Similarly, this paragraph means that you can’t, say, transfer Membership Rewards points from your own American Express credit card to a friend’s Aeroplan account. Likewise, this wasn’t condoned before, but now it’s much more clear that it isn’t permitted.

Section 10 is where things get spicy, with a brand-new set of provisions on credit card welcome bonuses.

[a] Welcome Bonus is intended as an incentive for a Member to become a holder of an Aeroplan Credit Card where that Member is not then a holder of the specific type of Aeroplan Credit Card

Aeroplan may, in its sole discretion, choose to limit the number of Welcome Bonuses or similar bonuses or incentives a Member may receive in any period, and, in addition to the other remedies set forth in these Terms and Conditions, reserves the right to suspend, revoke or terminate the Account of any person who engages in a behaviour of excessive use of the Welcome Bonus offers.  Such behaviours include but are not limited to: (i) applying for multiple Aeroplan Credit Cards across one or more product types or across one or more financial institutions that issue an Aeroplan Credit Card; (ii) a pattern of cancelling, or disengaging in, an Aeroplan Credit Card shortly after receiving a Welcome Bonus or similar bonus or incentive; and (iii) a pattern of purchasing and then cancelling or returning any product or service for which Aeroplan Points were issued.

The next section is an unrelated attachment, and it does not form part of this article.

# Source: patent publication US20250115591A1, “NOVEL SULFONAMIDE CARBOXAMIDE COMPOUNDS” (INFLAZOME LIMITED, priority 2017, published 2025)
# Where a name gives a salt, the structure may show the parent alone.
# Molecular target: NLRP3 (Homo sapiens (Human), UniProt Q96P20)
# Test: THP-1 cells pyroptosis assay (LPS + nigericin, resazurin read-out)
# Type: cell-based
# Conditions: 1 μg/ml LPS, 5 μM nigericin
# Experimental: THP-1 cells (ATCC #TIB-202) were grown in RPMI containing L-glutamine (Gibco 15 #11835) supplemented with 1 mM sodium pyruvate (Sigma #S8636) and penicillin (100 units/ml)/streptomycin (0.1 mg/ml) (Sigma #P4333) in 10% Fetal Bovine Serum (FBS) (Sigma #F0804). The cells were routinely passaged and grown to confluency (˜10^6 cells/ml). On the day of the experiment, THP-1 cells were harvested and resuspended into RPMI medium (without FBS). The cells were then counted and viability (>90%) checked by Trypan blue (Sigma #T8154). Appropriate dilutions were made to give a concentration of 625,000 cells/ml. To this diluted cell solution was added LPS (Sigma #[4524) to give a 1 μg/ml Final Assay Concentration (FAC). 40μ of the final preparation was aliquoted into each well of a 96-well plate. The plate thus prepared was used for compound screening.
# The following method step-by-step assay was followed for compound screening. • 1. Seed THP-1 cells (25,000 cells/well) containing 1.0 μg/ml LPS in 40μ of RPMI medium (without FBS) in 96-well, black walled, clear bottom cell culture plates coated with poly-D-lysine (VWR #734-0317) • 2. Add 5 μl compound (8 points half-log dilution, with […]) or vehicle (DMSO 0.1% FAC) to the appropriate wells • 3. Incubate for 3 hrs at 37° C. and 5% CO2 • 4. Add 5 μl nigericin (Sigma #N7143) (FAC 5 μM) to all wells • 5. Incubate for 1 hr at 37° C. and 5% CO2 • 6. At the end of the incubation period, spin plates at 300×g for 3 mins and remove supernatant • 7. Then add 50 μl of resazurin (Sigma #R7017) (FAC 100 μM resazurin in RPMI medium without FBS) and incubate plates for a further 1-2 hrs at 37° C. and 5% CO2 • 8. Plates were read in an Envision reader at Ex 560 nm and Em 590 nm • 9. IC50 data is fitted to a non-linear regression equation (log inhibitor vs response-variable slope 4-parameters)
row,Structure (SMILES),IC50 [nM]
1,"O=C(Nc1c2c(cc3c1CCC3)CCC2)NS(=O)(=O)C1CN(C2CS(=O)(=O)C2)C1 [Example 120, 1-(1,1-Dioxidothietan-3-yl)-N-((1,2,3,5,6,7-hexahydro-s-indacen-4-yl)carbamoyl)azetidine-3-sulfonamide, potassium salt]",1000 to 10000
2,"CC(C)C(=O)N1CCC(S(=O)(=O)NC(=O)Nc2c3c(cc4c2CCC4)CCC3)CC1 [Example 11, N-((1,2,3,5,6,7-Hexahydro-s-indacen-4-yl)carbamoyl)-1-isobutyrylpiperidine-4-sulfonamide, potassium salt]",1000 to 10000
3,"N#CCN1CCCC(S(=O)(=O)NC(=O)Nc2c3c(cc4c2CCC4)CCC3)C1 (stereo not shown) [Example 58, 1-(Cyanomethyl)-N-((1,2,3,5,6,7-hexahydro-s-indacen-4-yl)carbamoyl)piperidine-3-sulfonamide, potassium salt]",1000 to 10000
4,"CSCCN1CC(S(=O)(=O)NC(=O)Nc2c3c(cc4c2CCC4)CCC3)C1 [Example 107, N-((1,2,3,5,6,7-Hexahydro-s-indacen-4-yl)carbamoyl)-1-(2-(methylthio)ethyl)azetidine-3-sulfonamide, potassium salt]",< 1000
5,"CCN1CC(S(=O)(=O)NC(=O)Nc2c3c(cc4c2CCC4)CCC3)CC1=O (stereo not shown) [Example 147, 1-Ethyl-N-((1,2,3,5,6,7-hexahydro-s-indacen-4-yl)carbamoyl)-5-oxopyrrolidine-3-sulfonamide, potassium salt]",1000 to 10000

Previously, it was entirely up to the banks to set and enforce the terms governing repeated welcome bonuses on the same card, or multiple welcome bonuses on different products (e.g., a Visa Infinite card and a Visa Infinite Privilege card). Now Aeroplan will have eyes on this as well, and they may take sweeping measures against members who get a new card only for the welcome bonus.

Finally, Section 11 spells out prohibited activity, and the remedies against it, in much more detail.

To paraphrase, Aeroplan is emphasizing that they may suspend, revoke, or terminate membership in cases where the member exhibits a pattern of behaviour.

Aeroplan again calls out the following actions: